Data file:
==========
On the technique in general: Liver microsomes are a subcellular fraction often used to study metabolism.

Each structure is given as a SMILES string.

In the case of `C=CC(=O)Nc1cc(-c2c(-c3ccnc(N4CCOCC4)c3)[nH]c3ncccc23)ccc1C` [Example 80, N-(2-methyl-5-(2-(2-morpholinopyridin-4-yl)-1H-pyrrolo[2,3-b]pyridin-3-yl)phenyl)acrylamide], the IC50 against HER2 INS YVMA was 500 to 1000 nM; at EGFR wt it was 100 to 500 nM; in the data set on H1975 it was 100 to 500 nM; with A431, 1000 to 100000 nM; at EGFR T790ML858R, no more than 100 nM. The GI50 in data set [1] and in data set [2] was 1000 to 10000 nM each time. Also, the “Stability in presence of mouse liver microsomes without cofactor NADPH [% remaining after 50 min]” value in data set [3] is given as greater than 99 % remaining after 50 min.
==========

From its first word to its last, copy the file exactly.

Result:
On the technique in general: Liver microsomes are a subcellular fraction often used to study metabolism.

Each structure is given as a SMILES string.

In the case of `C=CC(=O)Nc1cc(-c2c(-c3ccnc(N4CCOCC4)c3)[nH]c3ncccc23)ccc1C` [Example 80, N-(2-methyl-5-(2-(2-morpholinopyridin-4-yl)-1H-pyrrolo[2,3-b]pyridin-3-yl)phenyl)acrylamide], the IC50 against HER2 INS YVMA was 500 to 1000 nM; at EGFR wt it was 100 to 500 nM; in the data set on H1975 it was 100 to 500 nM; with A431, 1000 to 100000 nM; at EGFR T790ML858R, no more than 100 nM. The GI50 in data set [1] and in data set [2] was 1000 to 10000 nM each time. Also, the “Stability in presence of mouse liver microsomes without cofactor NADPH [% remaining after 50 min]” value in data set [3] is given as greater than 99 % remaining after 50 min.